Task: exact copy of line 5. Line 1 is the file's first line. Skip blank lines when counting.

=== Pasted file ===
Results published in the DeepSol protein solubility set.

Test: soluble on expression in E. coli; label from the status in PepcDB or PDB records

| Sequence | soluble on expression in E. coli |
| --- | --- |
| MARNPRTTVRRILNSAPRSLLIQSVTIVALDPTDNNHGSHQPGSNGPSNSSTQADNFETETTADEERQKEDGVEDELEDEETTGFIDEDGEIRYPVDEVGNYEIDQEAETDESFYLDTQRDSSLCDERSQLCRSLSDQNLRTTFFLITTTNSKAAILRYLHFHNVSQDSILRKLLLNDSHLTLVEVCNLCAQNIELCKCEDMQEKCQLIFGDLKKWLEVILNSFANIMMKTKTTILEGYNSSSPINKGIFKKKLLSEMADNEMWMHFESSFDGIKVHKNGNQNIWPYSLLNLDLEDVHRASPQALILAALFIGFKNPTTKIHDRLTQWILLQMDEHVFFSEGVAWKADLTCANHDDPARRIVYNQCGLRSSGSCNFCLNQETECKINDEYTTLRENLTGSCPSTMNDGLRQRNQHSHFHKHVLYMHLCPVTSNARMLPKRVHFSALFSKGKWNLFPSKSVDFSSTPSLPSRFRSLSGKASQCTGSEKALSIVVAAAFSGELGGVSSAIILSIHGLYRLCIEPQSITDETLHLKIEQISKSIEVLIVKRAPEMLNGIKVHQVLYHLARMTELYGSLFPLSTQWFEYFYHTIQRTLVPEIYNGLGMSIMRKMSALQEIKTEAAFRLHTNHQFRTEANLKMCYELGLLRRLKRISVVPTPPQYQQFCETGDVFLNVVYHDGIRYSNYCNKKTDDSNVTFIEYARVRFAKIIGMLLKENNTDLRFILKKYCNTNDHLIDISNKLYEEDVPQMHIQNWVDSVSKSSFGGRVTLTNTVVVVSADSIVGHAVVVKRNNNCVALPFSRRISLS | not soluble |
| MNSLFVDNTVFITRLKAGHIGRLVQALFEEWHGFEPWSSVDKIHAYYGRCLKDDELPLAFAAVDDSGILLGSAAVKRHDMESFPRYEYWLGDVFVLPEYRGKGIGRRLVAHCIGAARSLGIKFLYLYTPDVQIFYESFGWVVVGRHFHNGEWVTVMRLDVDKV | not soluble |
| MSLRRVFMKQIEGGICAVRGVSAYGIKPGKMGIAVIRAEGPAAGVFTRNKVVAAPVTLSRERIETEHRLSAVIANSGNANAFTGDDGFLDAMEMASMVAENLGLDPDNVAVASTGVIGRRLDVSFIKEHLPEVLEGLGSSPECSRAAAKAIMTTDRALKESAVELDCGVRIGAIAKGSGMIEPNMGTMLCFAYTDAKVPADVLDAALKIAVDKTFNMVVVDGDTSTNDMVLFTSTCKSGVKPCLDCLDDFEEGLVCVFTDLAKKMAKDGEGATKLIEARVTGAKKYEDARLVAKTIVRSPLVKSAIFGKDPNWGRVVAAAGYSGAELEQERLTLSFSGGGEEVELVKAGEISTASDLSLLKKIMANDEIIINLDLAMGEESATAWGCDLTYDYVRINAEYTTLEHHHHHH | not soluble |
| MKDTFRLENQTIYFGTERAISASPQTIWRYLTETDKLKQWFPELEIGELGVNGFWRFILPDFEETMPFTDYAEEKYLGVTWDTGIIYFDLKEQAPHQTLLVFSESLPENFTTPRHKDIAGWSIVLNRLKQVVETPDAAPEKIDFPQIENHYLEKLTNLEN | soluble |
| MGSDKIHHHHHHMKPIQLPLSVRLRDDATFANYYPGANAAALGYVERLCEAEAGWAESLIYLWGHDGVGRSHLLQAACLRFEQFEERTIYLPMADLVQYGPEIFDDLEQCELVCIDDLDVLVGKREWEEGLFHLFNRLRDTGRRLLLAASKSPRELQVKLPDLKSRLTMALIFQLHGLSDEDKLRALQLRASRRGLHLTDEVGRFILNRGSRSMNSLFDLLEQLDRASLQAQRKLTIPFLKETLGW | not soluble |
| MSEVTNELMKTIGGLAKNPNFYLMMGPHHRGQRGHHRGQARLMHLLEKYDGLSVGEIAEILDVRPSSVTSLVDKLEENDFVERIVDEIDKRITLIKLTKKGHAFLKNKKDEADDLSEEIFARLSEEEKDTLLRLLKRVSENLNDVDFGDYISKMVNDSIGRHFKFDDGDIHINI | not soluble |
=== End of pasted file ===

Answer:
| MARNPRTTVRRILNSAPRSLLIQSVTIVALDPTDNNHGSHQPGSNGPSNSSTQADNFETETTADEERQKEDGVEDELEDEETTGFIDEDGEIRYPVDEVGNYEIDQEAETDESFYLDTQRDSSLCDERSQLCRSLSDQNLRTTFFLITTTNSKAAILRYLHFHNVSQDSILRKLLLNDSHLTLVEVCNLCAQNIELCKCEDMQEKCQLIFGDLKKWLEVILNSFANIMMKTKTTILEGYNSSSPINKGIFKKKLLSEMADNEMWMHFESSFDGIKVHKNGNQNIWPYSLLNLDLEDVHRASPQALILAALFIGFKNPTTKIHDRLTQWILLQMDEHVFFSEGVAWKADLTCANHDDPARRIVYNQCGLRSSGSCNFCLNQETECKINDEYTTLRENLTGSCPSTMNDGLRQRNQHSHFHKHVLYMHLCPVTSNARMLPKRVHFSALFSKGKWNLFPSKSVDFSSTPSLPSRFRSLSGKASQCTGSEKALSIVVAAAFSGELGGVSSAIILSIHGLYRLCIEPQSITDETLHLKIEQISKSIEVLIVKRAPEMLNGIKVHQVLYHLARMTELYGSLFPLSTQWFEYFYHTIQRTLVPEIYNGLGMSIMRKMSALQEIKTEAAFRLHTNHQFRTEANLKMCYELGLLRRLKRISVVPTPPQYQQFCETGDVFLNVVYHDGIRYSNYCNKKTDDSNVTFIEYARVRFAKIIGMLLKENNTDLRFILKKYCNTNDHLIDISNKLYEEDVPQMHIQNWVDSVSKSSFGGRVTLTNTVVVVSADSIVGHAVVVKRNNNCVALPFSRRISLS | not soluble |